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Offline dlorde

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Well, then read my above posted evidence to the contrary of what you were saying here above , to see for yourself : prepare yourself for a surprise, big time  :

Your baseless and blind confidence in all that related materialistic  non-sense on the subject will be shaken, big time :

It has been proved ,via many experiments mentioned here above and more , that the mind can alter the structure or anatomy and physiology of the brain through the effort of volition via the effort of attention or focus : that's called self-directed neuroplasticity .
All those studies are quite consistent with what I posted already. The areas of the brain controlling attention, focus, and volition have been identified and some of the mechanisms and pathways by which they effect their influence on other areas of the brain have been identified and, in some cases, traced. As already mentioned, the research was originally prompted by the observation of specific deficits of those functions by damage to the areas concerned or to their connectivity.

That you are unable to conceive that your will and volition is neural activity in those executive areas of your brain is something we can't help you with. It is a counter-intuitive realisation on a par with that of the strangeness of quantum mechanics, but in both cases we must follow the evidence rather than intuition.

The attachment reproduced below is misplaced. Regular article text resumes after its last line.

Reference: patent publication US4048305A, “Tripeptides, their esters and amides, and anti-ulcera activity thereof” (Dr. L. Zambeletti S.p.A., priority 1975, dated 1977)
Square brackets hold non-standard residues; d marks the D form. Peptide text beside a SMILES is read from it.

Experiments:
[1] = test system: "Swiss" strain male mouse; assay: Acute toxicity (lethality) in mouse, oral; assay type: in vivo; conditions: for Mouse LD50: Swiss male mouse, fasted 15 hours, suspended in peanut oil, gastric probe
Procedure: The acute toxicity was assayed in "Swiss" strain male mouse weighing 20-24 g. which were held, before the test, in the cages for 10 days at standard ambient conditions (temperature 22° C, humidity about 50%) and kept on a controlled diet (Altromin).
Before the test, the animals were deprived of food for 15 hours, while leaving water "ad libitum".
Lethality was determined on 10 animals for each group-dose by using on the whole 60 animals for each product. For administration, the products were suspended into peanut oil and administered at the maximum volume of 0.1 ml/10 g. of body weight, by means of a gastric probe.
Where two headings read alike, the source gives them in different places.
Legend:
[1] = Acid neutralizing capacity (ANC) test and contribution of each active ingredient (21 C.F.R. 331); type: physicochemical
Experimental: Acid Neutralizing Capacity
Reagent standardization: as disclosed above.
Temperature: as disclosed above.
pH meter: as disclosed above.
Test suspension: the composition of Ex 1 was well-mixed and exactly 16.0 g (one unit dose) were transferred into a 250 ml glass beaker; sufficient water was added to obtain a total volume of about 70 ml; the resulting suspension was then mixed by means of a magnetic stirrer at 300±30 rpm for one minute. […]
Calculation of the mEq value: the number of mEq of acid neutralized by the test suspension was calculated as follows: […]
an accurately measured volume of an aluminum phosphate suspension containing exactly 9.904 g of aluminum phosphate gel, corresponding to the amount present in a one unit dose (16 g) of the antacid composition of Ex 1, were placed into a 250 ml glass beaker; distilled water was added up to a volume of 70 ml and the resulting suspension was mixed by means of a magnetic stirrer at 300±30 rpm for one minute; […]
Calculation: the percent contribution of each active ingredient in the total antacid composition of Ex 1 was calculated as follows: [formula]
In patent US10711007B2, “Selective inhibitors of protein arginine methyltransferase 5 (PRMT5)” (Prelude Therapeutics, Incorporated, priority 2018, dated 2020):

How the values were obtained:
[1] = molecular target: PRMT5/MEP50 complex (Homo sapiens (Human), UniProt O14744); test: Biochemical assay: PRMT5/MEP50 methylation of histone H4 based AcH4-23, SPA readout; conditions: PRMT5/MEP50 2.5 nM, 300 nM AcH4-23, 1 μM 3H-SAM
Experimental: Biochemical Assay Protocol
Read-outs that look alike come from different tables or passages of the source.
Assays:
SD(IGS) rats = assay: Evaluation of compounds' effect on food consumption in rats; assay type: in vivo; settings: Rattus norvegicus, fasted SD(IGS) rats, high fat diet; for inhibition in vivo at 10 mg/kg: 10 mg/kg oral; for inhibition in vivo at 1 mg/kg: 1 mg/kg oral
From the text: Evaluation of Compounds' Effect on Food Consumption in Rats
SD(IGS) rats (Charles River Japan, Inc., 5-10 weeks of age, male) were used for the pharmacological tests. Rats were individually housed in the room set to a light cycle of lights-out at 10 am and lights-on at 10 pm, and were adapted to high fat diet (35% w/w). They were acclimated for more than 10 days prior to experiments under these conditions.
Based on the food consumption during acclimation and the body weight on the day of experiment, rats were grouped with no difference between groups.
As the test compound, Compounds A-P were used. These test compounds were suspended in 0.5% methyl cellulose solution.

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Offline dlorde

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dlorde :

Volitional effort is effort of attention.
Attention and volition are the effects of activity in particular (executive) areas of the brain.

Quote
Effort of attention is thus the essential phenomenon of will :
Therefore will is neural activity. You, as a conscious aware individual, are the activity of your brain. That's what the evidence tells us.

Quote
My take on the free will issue can be inferred from the above , in the sense that we do choose from all those existing infinite possibilities...
That's a reasonable interpretation. Ironically, like quantum mechanics, free will is a matter of interpretation. Consider why you make a particular choice - you have some reason or preference. Such reasons and preferences are the unique result of the person you are at the time you make the choice; and the person you are is the unique result of a lifetime of experiences, perceptions, memories; filtered and assimilated, having their dynamic influence on the development and organisation of your brain.

If, by accident or design, relevant parts of your brain are damaged, stimulated or suppressed, your choices can change. Your preferences may change, your reasons may change, your personality may change, your morals and ethics may change (this kind of damage has been observed and these experiments have been done).

Whether the results of all this complex neural activity can be considered deterministic is dubious - a certain degree of reliability and repeatability is necessary for effective function, but QM apart, the brain uses noise in its processing which can introduce a degree of randomness. It's certainly inherently unpredictable (despite the surprisingly high general predictability of human activity) due to the complexity of the system and its multiple feedbacks (and a degree of chaotic activity).